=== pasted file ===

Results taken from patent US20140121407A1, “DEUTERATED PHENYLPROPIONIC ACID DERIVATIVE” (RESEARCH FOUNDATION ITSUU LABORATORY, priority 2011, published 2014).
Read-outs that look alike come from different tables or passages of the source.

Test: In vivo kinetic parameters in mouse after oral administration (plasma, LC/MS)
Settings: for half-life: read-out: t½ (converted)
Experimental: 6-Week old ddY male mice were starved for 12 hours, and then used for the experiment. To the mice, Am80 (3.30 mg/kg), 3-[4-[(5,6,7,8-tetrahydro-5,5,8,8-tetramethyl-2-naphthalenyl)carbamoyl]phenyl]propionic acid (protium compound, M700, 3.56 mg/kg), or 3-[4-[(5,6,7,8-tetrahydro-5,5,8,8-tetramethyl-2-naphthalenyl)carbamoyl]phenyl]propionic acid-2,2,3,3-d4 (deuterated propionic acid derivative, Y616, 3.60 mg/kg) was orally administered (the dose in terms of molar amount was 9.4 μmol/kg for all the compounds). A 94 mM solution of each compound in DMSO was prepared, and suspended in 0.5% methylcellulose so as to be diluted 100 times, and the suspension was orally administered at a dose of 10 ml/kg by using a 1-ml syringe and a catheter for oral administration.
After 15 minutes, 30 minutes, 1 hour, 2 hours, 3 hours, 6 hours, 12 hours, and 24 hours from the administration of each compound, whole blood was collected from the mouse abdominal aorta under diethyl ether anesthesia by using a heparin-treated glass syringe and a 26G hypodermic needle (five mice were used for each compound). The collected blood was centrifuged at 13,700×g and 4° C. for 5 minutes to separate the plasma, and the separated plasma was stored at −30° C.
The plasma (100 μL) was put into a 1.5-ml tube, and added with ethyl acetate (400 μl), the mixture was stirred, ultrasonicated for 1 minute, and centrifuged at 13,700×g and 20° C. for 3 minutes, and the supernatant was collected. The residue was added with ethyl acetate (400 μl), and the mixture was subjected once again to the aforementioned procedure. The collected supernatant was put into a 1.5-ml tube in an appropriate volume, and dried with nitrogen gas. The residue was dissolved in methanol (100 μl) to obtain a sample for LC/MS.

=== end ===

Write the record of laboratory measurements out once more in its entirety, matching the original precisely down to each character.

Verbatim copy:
Results taken from patent US20140121407A1, “DEUTERATED PHENYLPROPIONIC ACID DERIVATIVE” (RESEARCH FOUNDATION ITSUU LABORATORY, priority 2011, published 2014).
Read-outs that look alike come from different tables or passages of the source.

Test: In vivo kinetic parameters in mouse after oral administration (plasma, LC/MS)
Settings: for half-life: read-out: t½ (converted)
Experimental: 6-Week old ddY male mice were starved for 12 hours, and then used for the experiment. To the mice, Am80 (3.30 mg/kg), 3-[4-[(5,6,7,8-tetrahydro-5,5,8,8-tetramethyl-2-naphthalenyl)carbamoyl]phenyl]propionic acid (protium compound, M700, 3.56 mg/kg), or 3-[4-[(5,6,7,8-tetrahydro-5,5,8,8-tetramethyl-2-naphthalenyl)carbamoyl]phenyl]propionic acid-2,2,3,3-d4 (deuterated propionic acid derivative, Y616, 3.60 mg/kg) was orally administered (the dose in terms of molar amount was 9.4 μmol/kg for all the compounds). A 94 mM solution of each compound in DMSO was prepared, and suspended in 0.5% methylcellulose so as to be diluted 100 times, and the suspension was orally administered at a dose of 10 ml/kg by using a 1-ml syringe and a catheter for oral administration.
After 15 minutes, 30 minutes, 1 hour, 2 hours, 3 hours, 6 hours, 12 hours, and 24 hours from the administration of each compound, whole blood was collected from the mouse abdominal aorta under diethyl ether anesthesia by using a heparin-treated glass syringe and a 26G hypodermic needle (five mice were used for each compound). The collected blood was centrifuged at 13,700×g and 4° C. for 5 minutes to separate the plasma, and the separated plasma was stored at −30° C.
The plasma (100 μL) was put into a 1.5-ml tube, and added with ethyl acetate (400 μl), the mixture was stirred, ultrasonicated for 1 minute, and centrifuged at 13,700×g and 20° C. for 3 minutes, and the supernatant was collected. The residue was added with ethyl acetate (400 μl), and the mixture was subjected once again to the aforementioned procedure. The collected supernatant was put into a 1.5-ml tube in an appropriate volume, and dried with nitrogen gas. The residue was dissolved in methanol (100 μl) to obtain a sample for LC/MS.